Hidden dangers of tattoos

When I would go to the beach as a young lad in the 1960s, we’d see the occasional man with a moderately modest tattoo on his arm, or rarely, on his chest. Often it was simply an image of an anchor tattooed on the arm, like in the Popeye cartoons, signifying service in the U.S. Navy or the Merchant Marines.

Since my dad served in the U.S. Navy at the end of WW II, I asked why my father didn’t have a tattoo. He explained that it wasn’t a proper thing to have done. Nor did one want to find oneself in the kinds of locations where they were done.

Later, as a Medical Examiner in the 1980s, I took a forensic interest in the tattoos on the bodies of dead criminals because they could provide clues as to what gangs the deceased had belonged and what kinds of crimes the criminal had committed. This information could be useful in a homicide investigation, to put away even more criminals. The whole business was distinctly unsavory, if grimly fascinating.

By the very late 20th century, tattoos began to leave the shadows, so to speak. Today, they are downright mainstream, particularly among young people. And as the popularity of tattoos continues to grow, so does the concern about potential risks.

Of course, government regulations should ensure tattoo artists follow hygienic procedures so as not to spread infection. But there is very little real oversight. And dirty needles can pass infections, like hepatitis and HIV, from one person to another.

Plus, infections can come from any number of places at the tattoo parlor…not just the tattoo needle. In fact, in 2012, public health officials in New York received at least 14 reports of non-tuberculous mycobacterial (NTM) skin infections in people exposed to contaminated water used to dilute tattoo ink.

Secondly, we don’t know much about the potential toxicological risks of getting a tattoo. We lack the good data on the bio-kinetics and toxicity of the chemical pigments used in tattoos.

What exactly goes into the ink they inject into skin?

Concentrated tattoo inks often come from products never intended for tattoos. For example, tattoo parlors can use a product made with calligraphy ink, drawing ink, or even printer ink. The ink manufacturers often sell their products online. And while their states may require them to hold a business license, the government doesn’t regulate or oversee the product itself.

Ironically, most of the same hip folks who think tattoos are trendy would never knowingly ingest a chemical substance or even come in contact with one on top of their skin. Yet they willingly and permanently etch these chemical pigments under their skin. It’s a bit mind-boggling.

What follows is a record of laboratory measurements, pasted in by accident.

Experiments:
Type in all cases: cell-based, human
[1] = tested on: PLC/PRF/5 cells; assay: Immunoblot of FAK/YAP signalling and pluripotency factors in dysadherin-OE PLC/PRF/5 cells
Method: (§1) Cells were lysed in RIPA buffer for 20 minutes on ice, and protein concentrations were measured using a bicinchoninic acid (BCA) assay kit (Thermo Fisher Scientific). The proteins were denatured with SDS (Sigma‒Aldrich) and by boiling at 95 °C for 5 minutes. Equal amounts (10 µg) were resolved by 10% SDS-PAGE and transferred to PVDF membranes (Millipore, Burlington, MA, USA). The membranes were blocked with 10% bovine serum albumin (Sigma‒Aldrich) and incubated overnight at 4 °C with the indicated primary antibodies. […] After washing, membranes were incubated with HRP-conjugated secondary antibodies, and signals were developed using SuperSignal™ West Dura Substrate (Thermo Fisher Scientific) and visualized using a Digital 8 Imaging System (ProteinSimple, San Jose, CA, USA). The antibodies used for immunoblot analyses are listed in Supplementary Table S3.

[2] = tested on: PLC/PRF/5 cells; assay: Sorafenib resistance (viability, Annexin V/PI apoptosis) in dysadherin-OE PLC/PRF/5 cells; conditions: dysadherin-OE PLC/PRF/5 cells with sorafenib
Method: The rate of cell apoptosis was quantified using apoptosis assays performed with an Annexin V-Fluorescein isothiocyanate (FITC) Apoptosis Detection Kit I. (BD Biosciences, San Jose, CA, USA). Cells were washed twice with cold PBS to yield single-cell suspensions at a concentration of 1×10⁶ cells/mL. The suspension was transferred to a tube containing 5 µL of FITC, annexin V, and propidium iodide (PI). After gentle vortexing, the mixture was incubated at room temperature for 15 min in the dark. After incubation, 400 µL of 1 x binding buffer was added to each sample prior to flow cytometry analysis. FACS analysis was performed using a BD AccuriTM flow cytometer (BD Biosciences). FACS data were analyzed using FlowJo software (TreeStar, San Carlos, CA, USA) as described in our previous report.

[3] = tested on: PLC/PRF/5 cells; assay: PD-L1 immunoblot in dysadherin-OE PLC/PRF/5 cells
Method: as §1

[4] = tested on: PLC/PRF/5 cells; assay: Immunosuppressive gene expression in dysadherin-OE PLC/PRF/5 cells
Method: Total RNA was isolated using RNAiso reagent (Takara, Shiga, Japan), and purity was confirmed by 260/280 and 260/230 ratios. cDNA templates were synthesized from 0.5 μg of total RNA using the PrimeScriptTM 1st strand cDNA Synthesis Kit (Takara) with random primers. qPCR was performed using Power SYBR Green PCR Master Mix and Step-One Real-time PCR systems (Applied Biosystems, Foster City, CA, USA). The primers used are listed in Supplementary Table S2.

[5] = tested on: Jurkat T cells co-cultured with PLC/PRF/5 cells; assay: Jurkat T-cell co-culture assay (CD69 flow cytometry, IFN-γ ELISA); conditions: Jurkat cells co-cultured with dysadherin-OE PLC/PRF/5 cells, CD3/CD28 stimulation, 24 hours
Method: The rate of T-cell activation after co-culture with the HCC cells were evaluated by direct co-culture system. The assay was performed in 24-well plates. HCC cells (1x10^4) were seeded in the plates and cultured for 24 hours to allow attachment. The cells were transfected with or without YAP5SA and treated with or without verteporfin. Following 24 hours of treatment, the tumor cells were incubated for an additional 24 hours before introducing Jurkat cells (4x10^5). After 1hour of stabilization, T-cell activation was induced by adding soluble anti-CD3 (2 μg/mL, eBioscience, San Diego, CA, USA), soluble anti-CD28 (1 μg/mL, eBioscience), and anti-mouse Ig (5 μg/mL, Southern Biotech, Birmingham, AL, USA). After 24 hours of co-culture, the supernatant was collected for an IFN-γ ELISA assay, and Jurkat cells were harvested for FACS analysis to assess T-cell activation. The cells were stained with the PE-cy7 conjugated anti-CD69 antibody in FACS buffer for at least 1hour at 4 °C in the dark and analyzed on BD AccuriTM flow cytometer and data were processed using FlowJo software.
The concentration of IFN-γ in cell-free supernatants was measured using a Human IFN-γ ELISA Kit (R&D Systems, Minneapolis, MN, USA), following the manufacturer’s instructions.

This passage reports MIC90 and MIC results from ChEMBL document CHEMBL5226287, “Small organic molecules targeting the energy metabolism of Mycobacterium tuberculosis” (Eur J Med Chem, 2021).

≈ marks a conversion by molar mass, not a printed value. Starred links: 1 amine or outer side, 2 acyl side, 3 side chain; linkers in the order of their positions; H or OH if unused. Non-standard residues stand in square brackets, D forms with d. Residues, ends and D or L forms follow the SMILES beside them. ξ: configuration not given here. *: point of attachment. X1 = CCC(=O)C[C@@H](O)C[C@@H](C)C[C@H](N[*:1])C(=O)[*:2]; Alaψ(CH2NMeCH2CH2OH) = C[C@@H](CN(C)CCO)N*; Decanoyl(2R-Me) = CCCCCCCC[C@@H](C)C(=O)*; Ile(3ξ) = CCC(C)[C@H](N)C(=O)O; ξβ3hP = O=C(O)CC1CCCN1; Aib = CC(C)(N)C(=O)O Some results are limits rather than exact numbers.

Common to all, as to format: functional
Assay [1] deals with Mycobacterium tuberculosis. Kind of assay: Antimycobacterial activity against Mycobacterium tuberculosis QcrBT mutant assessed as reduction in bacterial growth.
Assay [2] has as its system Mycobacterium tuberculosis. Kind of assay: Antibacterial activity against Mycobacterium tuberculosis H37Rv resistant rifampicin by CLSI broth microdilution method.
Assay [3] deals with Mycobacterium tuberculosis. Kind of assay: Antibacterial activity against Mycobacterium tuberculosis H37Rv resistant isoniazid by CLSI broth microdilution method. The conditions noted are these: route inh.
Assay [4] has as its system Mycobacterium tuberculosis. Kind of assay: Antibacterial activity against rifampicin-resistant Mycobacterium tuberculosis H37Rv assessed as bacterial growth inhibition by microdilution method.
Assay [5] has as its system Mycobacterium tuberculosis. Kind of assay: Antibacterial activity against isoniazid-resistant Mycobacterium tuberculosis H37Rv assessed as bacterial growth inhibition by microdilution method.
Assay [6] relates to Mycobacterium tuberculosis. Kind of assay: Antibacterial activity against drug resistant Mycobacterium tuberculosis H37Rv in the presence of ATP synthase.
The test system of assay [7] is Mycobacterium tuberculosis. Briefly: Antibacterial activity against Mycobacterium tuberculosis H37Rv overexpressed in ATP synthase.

We also need increased knowledge about the safe and effective removal of these pigments (for when the patient wakes up years later to the implications of the disfiguration…or perhaps just the morning after with a hangover).

Some dermatologists express concern about the potential of tattoos to cause photo-toxicity. In other words, the pigments may adversely interact with sunlight, or cause reactions in the skin when exposed to the sun. Of course, you could cover up your tattoo to avoid this problem when in the sun. But the science shows people need to expose more skin, more often, to get all the benefits of sunlight exposure.

Third, we don’t know enough about the possible migration of pigments from the skin into the body, where they may eventually contribute to organ failure. Some evidence suggests when the body tries to get rid of these foreign chemicals, it produces toxic byproducts. The body can also form granulomas — small knots or bumps of scar tissue — around material it perceives as foreign, such as particles of tattoo pigment.

As an anthropologist, I know humans have used tattoos to convey socially significant symbolism for thousands of years. But until the last hundred years or so, people only used natural substances — not chemical pigments — in these tattoos. And they used stones, not needles. Furthermore, these artistic, decorative tattoos often faded or disappeared naturally after their moment of glory — like henna art, which is widely available today for those so inclined.

When confronting the tattoo needle today, you really need to ask your children and grandchildren, “What’s the point?” When it comes to the hazards of this primitive, potentially dangerous practice, color me concerned.


  1. “A medical toxicological view of tattooing,” Lancet 2016 Jan 23; 387(10016):395-402
  1. The Hidden Dangers of Getting Inked Centers for Disease Control (www.cdc.gov) 8/22/2012